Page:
The term capitalist realism was first introduced in early 1960s by a group of Düsseldorf-based artists as the West German parody-version of the American Pop Art. Ironically labeled as a “movement”, it combined a certain fascination for mass media and advertising with criticism of the consumer culture of post-war West German society at the time of the West German Wirtschaftswunder or “Economic Miracle”. It was reintroduced some four decades later by British theorist Mark Fisher to describe “a pervasive atmosphere, conditioning not only the production of culture but also the regulation of work and education, and acting as a kind of invisible barrier constraining thought and action.” Following Frederic Jameson’s infamous dictum that postmodernism has been the cultural logic of late capitalism, capitalist realism could be understood today as the cultural logic of TINA – Margaret Thatcher’s self-fulfilling prophecy that “There Is No Alternative”, which proved to be the most succinct slogan for the modern capitalist system one could ever imagine. Capitalist realism is the widespread sense that not only is capitalism the only viable political and economic system, but also that it is impossible even to imagine a coherent alternative to it.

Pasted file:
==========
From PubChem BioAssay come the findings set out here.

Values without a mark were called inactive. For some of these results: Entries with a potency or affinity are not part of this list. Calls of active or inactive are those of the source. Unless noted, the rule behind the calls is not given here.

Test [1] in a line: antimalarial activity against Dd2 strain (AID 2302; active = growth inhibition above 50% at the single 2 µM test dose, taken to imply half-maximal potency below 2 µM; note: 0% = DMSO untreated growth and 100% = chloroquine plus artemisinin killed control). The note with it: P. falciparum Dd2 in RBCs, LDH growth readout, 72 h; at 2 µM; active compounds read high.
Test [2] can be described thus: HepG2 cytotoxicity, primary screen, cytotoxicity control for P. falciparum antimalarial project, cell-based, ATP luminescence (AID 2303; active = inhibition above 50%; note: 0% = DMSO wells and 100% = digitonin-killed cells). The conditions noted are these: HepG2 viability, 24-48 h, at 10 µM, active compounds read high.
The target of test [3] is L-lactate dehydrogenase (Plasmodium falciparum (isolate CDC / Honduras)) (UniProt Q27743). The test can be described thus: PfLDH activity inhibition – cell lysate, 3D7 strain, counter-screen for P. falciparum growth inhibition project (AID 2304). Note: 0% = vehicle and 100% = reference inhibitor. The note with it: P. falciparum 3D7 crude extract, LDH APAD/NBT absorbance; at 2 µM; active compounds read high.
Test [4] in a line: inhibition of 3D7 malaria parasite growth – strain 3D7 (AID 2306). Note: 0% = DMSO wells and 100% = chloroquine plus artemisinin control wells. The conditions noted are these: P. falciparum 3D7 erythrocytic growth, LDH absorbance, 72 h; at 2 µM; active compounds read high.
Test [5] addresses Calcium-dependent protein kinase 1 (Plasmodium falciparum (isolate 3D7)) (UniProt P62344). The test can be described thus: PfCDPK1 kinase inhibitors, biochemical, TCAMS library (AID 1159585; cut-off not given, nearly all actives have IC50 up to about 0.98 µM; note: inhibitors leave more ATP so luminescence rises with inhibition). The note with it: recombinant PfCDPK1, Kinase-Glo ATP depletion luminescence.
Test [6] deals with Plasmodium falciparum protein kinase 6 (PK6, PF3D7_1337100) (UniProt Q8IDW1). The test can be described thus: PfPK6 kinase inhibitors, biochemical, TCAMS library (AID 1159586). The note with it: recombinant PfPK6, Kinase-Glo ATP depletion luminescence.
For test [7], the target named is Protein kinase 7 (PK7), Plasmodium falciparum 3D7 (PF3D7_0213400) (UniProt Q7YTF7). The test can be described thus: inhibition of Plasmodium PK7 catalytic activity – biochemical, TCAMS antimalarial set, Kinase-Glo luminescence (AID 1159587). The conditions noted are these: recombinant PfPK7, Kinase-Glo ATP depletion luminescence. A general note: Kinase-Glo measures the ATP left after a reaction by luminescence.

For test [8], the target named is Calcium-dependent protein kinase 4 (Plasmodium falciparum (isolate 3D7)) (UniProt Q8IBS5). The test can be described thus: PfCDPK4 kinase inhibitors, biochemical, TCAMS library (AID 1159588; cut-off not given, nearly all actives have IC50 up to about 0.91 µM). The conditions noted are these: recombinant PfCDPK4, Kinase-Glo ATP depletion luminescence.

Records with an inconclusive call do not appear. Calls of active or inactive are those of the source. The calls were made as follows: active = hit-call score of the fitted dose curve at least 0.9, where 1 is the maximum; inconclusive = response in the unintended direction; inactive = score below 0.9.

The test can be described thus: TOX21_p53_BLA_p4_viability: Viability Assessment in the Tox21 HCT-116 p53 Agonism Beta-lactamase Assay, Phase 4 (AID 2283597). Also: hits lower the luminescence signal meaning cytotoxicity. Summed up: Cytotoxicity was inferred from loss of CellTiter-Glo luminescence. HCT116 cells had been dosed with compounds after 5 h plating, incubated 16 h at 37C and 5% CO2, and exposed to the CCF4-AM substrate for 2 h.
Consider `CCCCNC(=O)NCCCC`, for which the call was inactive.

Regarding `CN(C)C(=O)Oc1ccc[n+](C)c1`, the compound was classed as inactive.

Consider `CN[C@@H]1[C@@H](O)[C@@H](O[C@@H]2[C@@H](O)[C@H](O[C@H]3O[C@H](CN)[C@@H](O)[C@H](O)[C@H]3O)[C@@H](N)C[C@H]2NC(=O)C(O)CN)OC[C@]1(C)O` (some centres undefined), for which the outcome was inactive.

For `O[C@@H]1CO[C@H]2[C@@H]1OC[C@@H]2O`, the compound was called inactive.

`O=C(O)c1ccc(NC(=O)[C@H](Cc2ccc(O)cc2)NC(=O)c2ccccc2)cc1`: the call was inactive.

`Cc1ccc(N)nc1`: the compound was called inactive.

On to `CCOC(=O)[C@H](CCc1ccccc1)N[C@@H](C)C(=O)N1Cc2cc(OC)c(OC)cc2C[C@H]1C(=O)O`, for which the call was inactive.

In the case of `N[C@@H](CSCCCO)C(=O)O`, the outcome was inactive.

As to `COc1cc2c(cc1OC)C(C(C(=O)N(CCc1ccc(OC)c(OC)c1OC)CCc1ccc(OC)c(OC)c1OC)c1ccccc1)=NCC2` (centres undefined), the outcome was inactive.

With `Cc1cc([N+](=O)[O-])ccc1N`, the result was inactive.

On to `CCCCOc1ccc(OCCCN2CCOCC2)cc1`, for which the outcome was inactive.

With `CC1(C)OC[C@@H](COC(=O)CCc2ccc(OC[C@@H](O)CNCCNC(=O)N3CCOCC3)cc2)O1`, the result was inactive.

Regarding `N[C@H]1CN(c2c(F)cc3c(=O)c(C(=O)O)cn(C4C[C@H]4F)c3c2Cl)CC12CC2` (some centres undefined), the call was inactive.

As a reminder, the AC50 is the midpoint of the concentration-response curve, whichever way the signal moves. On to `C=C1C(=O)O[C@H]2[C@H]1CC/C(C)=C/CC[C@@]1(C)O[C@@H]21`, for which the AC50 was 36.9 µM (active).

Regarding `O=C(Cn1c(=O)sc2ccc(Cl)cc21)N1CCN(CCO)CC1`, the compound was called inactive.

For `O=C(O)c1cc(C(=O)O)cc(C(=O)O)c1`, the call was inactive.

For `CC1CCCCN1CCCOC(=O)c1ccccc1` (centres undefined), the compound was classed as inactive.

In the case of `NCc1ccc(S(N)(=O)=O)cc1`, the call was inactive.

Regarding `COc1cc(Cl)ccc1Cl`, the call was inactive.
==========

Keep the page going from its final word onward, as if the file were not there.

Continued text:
The Photobiennale’s 2018 central exhibition Capitalist Realism: Future Perfect | Past Continuous (presented at the Thessaloniki Museum of Photography, as well as the Centre for Contemporary Art) is broadly inspired by the term. Largely committed to documentary realism, the works presented employed photography’s ability to function as a highly critical narrative denoting the unseen political geography of our times. Bringing together researchers, theorists and visual artists, the conference “Representing Capitalist Realism: Crisis, Politics and the Visual” aims to build on and broaden that effort, providing a platform for discussions and research, which consider various aspects of the visual and its implication to both ideological formations and cultural forms in times of crisis.
The conference is organized by Rosa Luxemburg Stiftung – Office in Greece, in cooperation with the Thessaloniki Museum of Photography, under the scientific supervision of Penelope Petsini.